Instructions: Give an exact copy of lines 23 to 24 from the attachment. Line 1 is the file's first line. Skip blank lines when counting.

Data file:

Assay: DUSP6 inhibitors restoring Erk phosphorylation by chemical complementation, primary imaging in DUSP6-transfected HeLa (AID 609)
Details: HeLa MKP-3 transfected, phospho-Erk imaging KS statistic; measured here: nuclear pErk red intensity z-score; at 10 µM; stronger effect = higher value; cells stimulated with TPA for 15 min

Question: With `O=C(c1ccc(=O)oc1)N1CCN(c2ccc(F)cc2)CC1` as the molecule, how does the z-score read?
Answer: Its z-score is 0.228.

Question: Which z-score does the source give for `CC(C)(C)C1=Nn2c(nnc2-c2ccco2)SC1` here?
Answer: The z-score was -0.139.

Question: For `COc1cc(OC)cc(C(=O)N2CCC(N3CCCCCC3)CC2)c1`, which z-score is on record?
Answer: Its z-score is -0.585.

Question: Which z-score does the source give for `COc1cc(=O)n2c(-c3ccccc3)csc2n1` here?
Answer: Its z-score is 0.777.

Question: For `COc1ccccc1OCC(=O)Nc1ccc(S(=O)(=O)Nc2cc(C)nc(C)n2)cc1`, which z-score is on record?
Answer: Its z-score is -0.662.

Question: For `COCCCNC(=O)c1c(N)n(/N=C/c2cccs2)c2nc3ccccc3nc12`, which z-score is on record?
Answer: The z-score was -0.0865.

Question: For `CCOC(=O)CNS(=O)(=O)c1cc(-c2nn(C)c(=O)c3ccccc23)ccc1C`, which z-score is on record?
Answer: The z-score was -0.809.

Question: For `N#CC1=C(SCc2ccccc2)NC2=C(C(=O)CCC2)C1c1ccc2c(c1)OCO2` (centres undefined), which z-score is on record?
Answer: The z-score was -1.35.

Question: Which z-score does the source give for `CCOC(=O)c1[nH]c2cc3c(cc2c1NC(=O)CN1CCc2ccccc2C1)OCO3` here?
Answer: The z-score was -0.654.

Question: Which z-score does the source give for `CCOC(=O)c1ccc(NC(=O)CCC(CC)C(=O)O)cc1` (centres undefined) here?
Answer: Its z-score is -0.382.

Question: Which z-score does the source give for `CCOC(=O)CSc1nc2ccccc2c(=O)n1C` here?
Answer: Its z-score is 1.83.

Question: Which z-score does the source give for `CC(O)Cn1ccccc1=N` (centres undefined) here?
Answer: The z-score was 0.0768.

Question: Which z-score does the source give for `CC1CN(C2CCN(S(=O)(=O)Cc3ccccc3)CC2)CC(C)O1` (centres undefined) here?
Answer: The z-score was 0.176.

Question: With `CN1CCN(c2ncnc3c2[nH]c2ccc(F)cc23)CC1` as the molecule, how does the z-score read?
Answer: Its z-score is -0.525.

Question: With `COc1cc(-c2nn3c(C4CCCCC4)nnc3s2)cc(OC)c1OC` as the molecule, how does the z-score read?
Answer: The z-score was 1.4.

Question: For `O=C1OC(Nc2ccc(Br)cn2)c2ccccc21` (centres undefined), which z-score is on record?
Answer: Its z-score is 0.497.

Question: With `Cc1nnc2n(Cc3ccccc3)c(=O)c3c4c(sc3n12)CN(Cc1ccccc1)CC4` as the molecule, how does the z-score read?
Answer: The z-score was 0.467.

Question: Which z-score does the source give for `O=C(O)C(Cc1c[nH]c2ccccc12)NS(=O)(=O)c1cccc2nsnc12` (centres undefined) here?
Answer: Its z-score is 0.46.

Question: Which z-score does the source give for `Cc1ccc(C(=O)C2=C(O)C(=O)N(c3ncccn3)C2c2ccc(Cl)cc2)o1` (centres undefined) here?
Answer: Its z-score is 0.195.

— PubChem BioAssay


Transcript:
Question: Which z-score does the source give for `CCOC(=O)CSc1nc2ccccc2c(=O)n1C` here?
Answer: Its z-score is 1.83.